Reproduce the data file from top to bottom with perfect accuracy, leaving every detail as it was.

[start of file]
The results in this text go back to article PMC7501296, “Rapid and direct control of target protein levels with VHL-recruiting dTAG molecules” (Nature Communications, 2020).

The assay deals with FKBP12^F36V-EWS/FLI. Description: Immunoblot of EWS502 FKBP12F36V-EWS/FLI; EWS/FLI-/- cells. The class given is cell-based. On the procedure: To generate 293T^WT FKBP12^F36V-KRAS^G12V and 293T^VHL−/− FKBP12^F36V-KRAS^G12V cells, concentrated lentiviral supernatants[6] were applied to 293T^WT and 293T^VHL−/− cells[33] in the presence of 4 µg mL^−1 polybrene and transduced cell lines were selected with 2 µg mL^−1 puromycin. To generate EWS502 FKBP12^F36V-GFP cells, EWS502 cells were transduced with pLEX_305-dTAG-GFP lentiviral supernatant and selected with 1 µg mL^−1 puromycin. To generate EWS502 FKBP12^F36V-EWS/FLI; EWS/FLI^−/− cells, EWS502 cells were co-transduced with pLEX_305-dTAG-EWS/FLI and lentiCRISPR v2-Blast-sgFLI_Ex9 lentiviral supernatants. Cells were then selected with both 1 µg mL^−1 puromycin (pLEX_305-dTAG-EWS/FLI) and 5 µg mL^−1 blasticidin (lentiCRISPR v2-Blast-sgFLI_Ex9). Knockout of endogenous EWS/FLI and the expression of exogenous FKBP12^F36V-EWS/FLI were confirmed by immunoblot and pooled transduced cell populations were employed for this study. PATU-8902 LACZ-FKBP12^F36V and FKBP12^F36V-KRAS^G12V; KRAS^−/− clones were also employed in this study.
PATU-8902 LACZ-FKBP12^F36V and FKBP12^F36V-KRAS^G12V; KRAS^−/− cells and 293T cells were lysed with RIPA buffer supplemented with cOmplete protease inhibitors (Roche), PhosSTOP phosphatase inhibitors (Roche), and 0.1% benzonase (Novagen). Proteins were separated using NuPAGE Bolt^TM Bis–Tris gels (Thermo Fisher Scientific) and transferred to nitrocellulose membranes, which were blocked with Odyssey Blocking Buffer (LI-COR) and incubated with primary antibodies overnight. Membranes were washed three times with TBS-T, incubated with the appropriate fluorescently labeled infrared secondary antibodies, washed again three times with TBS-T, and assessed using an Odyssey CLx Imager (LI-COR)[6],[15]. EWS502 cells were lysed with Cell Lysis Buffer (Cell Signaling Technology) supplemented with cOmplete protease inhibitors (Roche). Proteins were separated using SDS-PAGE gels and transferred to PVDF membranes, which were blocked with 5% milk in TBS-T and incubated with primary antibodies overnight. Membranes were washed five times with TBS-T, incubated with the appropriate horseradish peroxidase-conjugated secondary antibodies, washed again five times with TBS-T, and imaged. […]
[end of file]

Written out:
The results in this text go back to article PMC7501296, “Rapid and direct control of target protein levels with VHL-recruiting dTAG molecules” (Nature Communications, 2020).

The assay deals with FKBP12^F36V-EWS/FLI. Description: Immunoblot of EWS502 FKBP12F36V-EWS/FLI; EWS/FLI-/- cells. The class given is cell-based. On the procedure: To generate 293T^WT FKBP12^F36V-KRAS^G12V and 293T^VHL−/− FKBP12^F36V-KRAS^G12V cells, concentrated lentiviral supernatants[6] were applied to 293T^WT and 293T^VHL−/− cells[33] in the presence of 4 µg mL^−1 polybrene and transduced cell lines were selected with 2 µg mL^−1 puromycin. To generate EWS502 FKBP12^F36V-GFP cells, EWS502 cells were transduced with pLEX_305-dTAG-GFP lentiviral supernatant and selected with 1 µg mL^−1 puromycin. To generate EWS502 FKBP12^F36V-EWS/FLI; EWS/FLI^−/− cells, EWS502 cells were co-transduced with pLEX_305-dTAG-EWS/FLI and lentiCRISPR v2-Blast-sgFLI_Ex9 lentiviral supernatants. Cells were then selected with both 1 µg mL^−1 puromycin (pLEX_305-dTAG-EWS/FLI) and 5 µg mL^−1 blasticidin (lentiCRISPR v2-Blast-sgFLI_Ex9). Knockout of endogenous EWS/FLI and the expression of exogenous FKBP12^F36V-EWS/FLI were confirmed by immunoblot and pooled transduced cell populations were employed for this study. PATU-8902 LACZ-FKBP12^F36V and FKBP12^F36V-KRAS^G12V; KRAS^−/− clones were also employed in this study.
PATU-8902 LACZ-FKBP12^F36V and FKBP12^F36V-KRAS^G12V; KRAS^−/− cells and 293T cells were lysed with RIPA buffer supplemented with cOmplete protease inhibitors (Roche), PhosSTOP phosphatase inhibitors (Roche), and 0.1% benzonase (Novagen). Proteins were separated using NuPAGE Bolt^TM Bis–Tris gels (Thermo Fisher Scientific) and transferred to nitrocellulose membranes, which were blocked with Odyssey Blocking Buffer (LI-COR) and incubated with primary antibodies overnight. Membranes were washed three times with TBS-T, incubated with the appropriate fluorescently labeled infrared secondary antibodies, washed again three times with TBS-T, and assessed using an Odyssey CLx Imager (LI-COR)[6],[15]. EWS502 cells were lysed with Cell Lysis Buffer (Cell Signaling Technology) supplemented with cOmplete protease inhibitors (Roche). Proteins were separated using SDS-PAGE gels and transferred to PVDF membranes, which were blocked with 5% milk in TBS-T and incubated with primary antibodies overnight. Membranes were washed five times with TBS-T, incubated with the appropriate horseradish peroxidase-conjugated secondary antibodies, washed again five times with TBS-T, and imaged. […]